Give Us Your Money but Not Your Opinions

di A. Altieri D’Angelo

in foto: Kenneth C. Frazier, chairman and chief executive of Merck & Co., was instrumental in organizing a statement opposing laws that restrict voting rights

Republican legislators are sending this message to corporate America. Republicans are angry that hundreds of large U.S. corporations and business leaders have issued a joint statement (We Stand For Democracy) criticizing Republican-sponsored, restrictive, and anti-democratic state voting law proposals. Many in corporate America oppose any discriminatory actions that make it harder for people to vote. They believe Republicans are attempting to prevent minorities and young people from casting ballots in order to stay in power. Their statement follows the decision by Major League Baseball to move its All-Star Game from Atlanta, Georgia to Denver, Colorado, in protest of Georgia signing a new election law. General Motors, Delta Airlines, and other companies have issued similar objections in their home states to stop legislators from implementing such proposals. Republicans are very unhappy about corporate America speaking out against them.

Mitch McConnell, Republican Minority Leader of the Senate, stated, “My warning, if you will, to corporate America is to stay out of politics. It’s not what you’re designed for. And don’t be intimidated by the left into taking up causes that put you right in the middle of America’s greatest political debates”. It is interesting to note that McConnell had been very active in seeking to unleash corporate American funding of political parties. It is ironic that he now is openly threatening companies that he considers to be interfering. He is biting the hand that feeds his Party!

 Other Republicans have also threatened to punish any corporation that criticized their effort to enact restrictive voting laws. This clash is highly unusual. American businesses have had a very close relationship with the Republican Party (the Party) for over 100 years.

The Party was founded in 1854; it was also known as the Party of Lincoln. From 1854 through to the 1890s, the Party’s primary focus was ending slavery and empowering freed slaves to vote. In the early 20th century, the Party became more conservative when it came to social programs and evolved a policy of keeping the government small and taxes low. Smaller government meant little or no government regulation of businesses and higher after-tax income. The Party of Lincoln became a strong ally of American industry.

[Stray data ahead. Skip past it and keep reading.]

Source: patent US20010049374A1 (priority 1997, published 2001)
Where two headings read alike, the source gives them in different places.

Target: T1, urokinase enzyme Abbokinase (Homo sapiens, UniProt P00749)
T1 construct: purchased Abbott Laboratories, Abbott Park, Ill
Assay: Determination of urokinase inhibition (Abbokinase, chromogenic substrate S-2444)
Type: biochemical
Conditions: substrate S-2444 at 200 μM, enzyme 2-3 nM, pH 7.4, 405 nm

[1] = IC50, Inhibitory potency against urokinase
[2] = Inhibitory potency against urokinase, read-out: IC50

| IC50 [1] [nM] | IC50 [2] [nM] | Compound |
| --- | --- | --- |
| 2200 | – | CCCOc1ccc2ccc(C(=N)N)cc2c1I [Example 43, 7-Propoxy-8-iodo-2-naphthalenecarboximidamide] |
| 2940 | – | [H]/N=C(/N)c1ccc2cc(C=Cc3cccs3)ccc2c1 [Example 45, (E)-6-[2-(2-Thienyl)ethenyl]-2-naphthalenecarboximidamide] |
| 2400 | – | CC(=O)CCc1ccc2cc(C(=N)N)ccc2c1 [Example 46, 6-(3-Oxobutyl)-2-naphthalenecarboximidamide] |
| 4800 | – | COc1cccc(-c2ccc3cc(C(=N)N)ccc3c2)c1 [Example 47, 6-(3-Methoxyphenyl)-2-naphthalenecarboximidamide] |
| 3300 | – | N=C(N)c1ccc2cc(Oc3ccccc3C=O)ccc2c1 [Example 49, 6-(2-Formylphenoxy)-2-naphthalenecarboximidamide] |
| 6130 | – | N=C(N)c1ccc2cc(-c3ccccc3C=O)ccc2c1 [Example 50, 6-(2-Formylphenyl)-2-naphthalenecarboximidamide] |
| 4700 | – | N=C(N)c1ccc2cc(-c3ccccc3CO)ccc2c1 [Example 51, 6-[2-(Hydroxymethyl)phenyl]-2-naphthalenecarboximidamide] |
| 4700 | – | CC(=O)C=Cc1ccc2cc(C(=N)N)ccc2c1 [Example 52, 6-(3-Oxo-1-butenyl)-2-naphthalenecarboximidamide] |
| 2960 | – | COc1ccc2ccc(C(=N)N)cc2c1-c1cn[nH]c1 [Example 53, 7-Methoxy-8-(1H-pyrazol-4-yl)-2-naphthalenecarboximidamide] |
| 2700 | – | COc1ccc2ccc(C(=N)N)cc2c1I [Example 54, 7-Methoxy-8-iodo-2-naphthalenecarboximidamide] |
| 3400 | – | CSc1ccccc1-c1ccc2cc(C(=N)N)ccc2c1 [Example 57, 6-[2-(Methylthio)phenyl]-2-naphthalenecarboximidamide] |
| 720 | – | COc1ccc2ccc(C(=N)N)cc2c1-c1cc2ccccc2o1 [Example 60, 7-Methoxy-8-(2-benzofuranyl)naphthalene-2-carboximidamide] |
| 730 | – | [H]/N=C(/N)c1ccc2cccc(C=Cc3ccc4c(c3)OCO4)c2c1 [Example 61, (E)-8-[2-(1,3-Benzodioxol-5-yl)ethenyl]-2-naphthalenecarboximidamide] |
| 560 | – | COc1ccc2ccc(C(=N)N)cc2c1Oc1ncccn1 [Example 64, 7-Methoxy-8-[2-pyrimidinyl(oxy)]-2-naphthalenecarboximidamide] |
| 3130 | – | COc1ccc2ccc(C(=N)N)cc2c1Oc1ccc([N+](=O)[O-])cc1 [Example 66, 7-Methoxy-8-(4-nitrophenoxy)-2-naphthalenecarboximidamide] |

Corporate America has traditionally exercised its influence on Party policy by funding Republican candidates’ elections. However, corporations could only contribute a limited amount to political campaigns. A Supreme Court case eliminated the restrictions. In 2010, the Court stated that it was unconstitutional to limit corporate contributions. This decision opened the floodgates, and donations made directly or indirectly through legal entities (known as Super PACS) poured into the American electoral process. The Party was the principal beneficiary of that ruling and received hundreds of millions of dollars. And corporate American influence grew accordingly. The Party continued to push its business-friendly agenda without any public interference from its contributors. But corporate America is signaling that it must have more influence over the Party.

The change in approach by American business is due to the expectation, on the part of voters (particularly young voters) and an increasing number of corporate investors, that corporations must stand for a set of values. If a business fails to speak out on social issues, it runs a serious risk of losing revenue. As one commentator stated, “There’s a new era of expectations about social values — we call this the era of the public. People expect brands to contribute more to society. As a result, It’s much more salient to business leaders today than it was before.” It is also true that many CEOs feel they need to step in because the government is dysfunctional. Whatever the reason, corporate activism is becoming a Republican Party nightmare, and it will not go away anytime soon.

However, we cannot ignore the fact that corporate America is all about maximizing shareholder value. These same corporations will continue to seek to keep taxes low and try to eliminate, or at least minimize, government regulations. No one should assume that corporate America will adopt Democratic Party principles. They will do what is necessary to protect their bottom line.

But corporations would prefer not to be involved in social issues. The partisan nature of U.S. politics is drawing corporate America into a public role. They have to choose between their loyalty to a Party they no longer recognize and their consumers/stakeholders. In this case, Corporate America decided to send its own message to the Party: if you take our money, then you need to listen to us. If the Party ignores the warning, then it could lead to a realignment of the Party’s relationship with American businesses.

We live in interesting times.

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